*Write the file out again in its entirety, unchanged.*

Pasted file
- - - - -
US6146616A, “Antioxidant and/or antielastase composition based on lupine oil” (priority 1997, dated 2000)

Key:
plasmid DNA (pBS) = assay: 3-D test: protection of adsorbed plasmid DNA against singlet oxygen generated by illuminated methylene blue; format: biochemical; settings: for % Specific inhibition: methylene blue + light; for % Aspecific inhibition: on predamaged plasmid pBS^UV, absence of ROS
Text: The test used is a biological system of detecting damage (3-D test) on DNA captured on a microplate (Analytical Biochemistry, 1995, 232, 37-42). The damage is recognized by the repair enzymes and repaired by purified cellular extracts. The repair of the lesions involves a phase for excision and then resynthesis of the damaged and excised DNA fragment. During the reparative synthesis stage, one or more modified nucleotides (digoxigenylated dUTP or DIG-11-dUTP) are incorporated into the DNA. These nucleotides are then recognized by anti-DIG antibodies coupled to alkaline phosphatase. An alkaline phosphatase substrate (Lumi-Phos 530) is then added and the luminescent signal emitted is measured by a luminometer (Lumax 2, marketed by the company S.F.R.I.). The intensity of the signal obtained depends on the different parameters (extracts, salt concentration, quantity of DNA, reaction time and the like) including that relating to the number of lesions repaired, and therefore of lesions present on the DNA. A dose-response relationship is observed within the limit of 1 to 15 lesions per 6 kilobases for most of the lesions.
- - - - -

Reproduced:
US6146616A, “Antioxidant and/or antielastase composition based on lupine oil” (priority 1997, dated 2000)

Key:
plasmid DNA (pBS) = assay: 3-D test: protection of adsorbed plasmid DNA against singlet oxygen generated by illuminated methylene blue; format: biochemical; settings: for % Specific inhibition: methylene blue + light; for % Aspecific inhibition: on predamaged plasmid pBS^UV, absence of ROS
Text: The test used is a biological system of detecting damage (3-D test) on DNA captured on a microplate (Analytical Biochemistry, 1995, 232, 37-42). The damage is recognized by the repair enzymes and repaired by purified cellular extracts. The repair of the lesions involves a phase for excision and then resynthesis of the damaged and excised DNA fragment. During the reparative synthesis stage, one or more modified nucleotides (digoxigenylated dUTP or DIG-11-dUTP) are incorporated into the DNA. These nucleotides are then recognized by anti-DIG antibodies coupled to alkaline phosphatase. An alkaline phosphatase substrate (Lumi-Phos 530) is then added and the luminescent signal emitted is measured by a luminometer (Lumax 2, marketed by the company S.F.R.I.). The intensity of the signal obtained depends on the different parameters (extracts, salt concentration, quantity of DNA, reaction time and the like) including that relating to the number of lesions repaired, and therefore of lesions present on the DNA. A dose-response relationship is observed within the limit of 1 to 15 lesions per 6 kilobases for most of the lesions.